This category celebrates some of the largest projects from the past 12 months, including railway hubs, airport terminals, town halls and power stations.
Balfour Beatty – Reading elevated railway
After seven years, the £900m investment programme to improve the station and carry out track work at Reading station is now drawing to a close.
A critical rail hub, the £70m elevated railway is the last piece in Network Rail’s programme to unlock this notorious bottleneck.
Balfour Beatty delivered the largest reinforced concrete structure on the UK rail network a year ahead of programme, with all project milestones achieved on time and to budget.
The firm also became the first contractor to receive NR’s Quality Coin on the Western Route, reflecting the high standard of its work.
Bam Ferrovial Kier joint venture - Crossrail C300/C410 western running tunnels and station caverns
BFK constructed 64 m of twin-bore running tunnels from Royal Oak to Farringdon, passing within 700 mm of operational London Underground infrastructure.
The team removed 1.3m tonnes of spoil from central London using underground conveyors and main line railway, achieving over 98 per cent diversion of waste from landfill.
The C300/C410 is the largest project on Crossrail at £700m in value, with major challenges including tunnelling under the Network Rail mainline into Paddington during the Olympics.
Heathrow Airport – Terminal 2, The Queen’s Terminal
The original Terminal 2, opened in 1955, was Heathrow’s first passenger terminal.
Designed to welcome 1m people per year, when it closed in 2009 nearly 8m passengers were passing through.
Terminal 2A, The Queen’s Terminal, was delivered on time and on budget at the centre of the world’s busiest two-runway airport.
Around 25,000 people worked on the project during its construction and the building achieved a BREEAM Excellent rating – a world-first for an airport terminal building.
Heathrow has since moved all 26 airlines into the building without issue.
Kier Construction – Five Pancras Square, King’s Cross
Five Pancras Square is one of the UK’s first inner-city buildings to achieve BREEAM Outstanding, and is the first building of its kind to combine a swimming pool, leisure centre, library, customer access centre, café and office accommodation while achieving such a high environmental rating.
Its design-stage BREEAM score of 93.05 per cent was the highest of any building in 2013.
During construction, the façade specialist and steel frame subcontractor both went into receivership, but proactive management and innovation kept the project on track.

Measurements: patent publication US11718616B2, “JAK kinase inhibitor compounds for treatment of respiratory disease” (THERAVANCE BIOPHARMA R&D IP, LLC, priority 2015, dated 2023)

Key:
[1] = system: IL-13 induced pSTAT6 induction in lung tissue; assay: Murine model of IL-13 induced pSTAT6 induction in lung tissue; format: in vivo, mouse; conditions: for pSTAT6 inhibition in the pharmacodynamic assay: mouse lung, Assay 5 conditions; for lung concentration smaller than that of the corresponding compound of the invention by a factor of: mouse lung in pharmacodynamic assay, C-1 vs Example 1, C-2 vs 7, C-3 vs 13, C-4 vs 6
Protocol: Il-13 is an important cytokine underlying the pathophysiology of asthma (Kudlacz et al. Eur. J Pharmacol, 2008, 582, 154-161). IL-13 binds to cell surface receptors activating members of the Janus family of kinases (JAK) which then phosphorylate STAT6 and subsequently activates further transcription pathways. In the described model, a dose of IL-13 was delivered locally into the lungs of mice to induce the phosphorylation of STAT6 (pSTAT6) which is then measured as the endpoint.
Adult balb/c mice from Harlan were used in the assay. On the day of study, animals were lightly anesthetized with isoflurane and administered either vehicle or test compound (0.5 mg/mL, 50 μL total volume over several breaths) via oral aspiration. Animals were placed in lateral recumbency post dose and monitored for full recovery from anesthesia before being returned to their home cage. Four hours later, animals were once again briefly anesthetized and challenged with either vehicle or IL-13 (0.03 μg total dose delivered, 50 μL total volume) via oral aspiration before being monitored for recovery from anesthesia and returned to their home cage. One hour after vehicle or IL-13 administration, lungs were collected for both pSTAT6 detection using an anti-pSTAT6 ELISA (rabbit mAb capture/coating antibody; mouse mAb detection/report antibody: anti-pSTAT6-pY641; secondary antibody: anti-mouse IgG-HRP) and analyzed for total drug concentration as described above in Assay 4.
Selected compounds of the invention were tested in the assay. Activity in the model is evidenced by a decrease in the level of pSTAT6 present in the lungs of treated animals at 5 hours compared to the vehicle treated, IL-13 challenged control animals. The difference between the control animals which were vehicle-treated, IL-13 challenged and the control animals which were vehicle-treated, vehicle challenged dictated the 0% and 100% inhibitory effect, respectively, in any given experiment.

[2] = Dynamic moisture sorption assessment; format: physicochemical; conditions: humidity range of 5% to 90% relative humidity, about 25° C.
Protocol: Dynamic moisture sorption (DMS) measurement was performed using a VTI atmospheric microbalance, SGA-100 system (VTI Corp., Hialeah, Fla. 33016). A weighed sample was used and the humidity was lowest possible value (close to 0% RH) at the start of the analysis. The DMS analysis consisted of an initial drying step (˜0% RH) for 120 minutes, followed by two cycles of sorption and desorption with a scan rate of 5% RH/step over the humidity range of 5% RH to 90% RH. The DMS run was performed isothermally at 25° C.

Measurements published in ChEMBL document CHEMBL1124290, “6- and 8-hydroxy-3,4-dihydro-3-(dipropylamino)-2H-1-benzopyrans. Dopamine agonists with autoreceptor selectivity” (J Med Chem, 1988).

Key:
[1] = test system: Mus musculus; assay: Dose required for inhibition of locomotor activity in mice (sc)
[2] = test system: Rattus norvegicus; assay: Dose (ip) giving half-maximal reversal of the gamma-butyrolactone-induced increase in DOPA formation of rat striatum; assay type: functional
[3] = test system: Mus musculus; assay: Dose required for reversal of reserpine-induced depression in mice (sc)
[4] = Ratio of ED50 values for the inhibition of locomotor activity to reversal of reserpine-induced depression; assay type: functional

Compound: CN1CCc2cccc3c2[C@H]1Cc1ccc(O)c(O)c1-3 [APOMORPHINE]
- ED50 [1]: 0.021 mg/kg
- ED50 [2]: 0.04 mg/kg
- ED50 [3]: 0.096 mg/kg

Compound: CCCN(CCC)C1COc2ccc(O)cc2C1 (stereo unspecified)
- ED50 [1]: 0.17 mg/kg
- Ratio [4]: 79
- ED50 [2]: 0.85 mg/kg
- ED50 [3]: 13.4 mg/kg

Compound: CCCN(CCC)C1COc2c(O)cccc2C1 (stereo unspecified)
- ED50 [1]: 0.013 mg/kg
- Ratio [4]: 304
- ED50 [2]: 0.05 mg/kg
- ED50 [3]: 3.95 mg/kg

Laing O’Rourke and Manchester City Council – Manchester Town Hall Complex transformation
The project to transform Manchester’s Grade II-listed Town Hall Complex was completed on time and to budget by Laing O’Rourke.
The project saw the contractor transform two of Manchester’s most beloved buildings, the Central Library and Town Hall Extensions.
Heritage restoration was combined with complex engineering interventions to create more environmentally friendly and flexible workspaces, coupled with a more accessible, multifunctional public facility.
The team created 78 apprenticeships, kept 82 per cent of procurement spend within Greater Manchester and recycled 98 per cent of project waste.
MPT Manchester – Metrolink, Airport Line
As part of Manchester’s £1bn Metrolink expansion, the Airport Line stands out as a high-profile project requiring complex civil, system and railway engineering, coupled with environmental impact mitigation and extensive public liaison.
Covering 14 km, the route passes through various conurbations and opened to passengers within budget and 12 months ahead of schedule.
The team recycled 97 per cent of excavated materials and saw the use of offsite construction for tram stops and modular substations.
Shepherd – Drax Power Station
Shepherd supported the UK’s largest ever coal-to-sustainable-biomass conversion at Drax Power Station.
Typically suppling 7-8 per cent of the UK’s electricity, the conversion of three of Drax’s six generators will shape the future of low-carbon energy generation.
Two units have been converted so far, with the third expected to be complete between July 2015 and June 2016.
Technical innovations were required to eliminate fire risks surrounding dust generated from biomass pellets, so Shepherd designed and implemented clear spanning thin-shell concrete dome structures to eradicate dust traps and ledges – a UK first.
The project’s AFR is 0.12 to date, lower than the HSE industry benchmark set by the Olympics of 0.17.
Skanska Balfour Beatty joint venture – M25 LUS, Managed Motorway All Lanes Running
The M25 Later Upgrade Sections is the first Managed Motorway All Lanes Running project to be completed in the UK.
The scheme comprises two sections: J5-7 and J23-27, valued at £321m.
Managed motorways see technology used to monitor and inform drivers, while All Lanes Running uses the existing hard shoulder as a permanent running lane.
The team recycled more than 760,000 tonnes of spoil and 500,000 tonnes of aggregates into the works, reducing the carbon footprint by 80 per cent compared with traditional widening schemes.
The project came in 25 per cent under budget (£80m) and saved 43 weeks on the programme.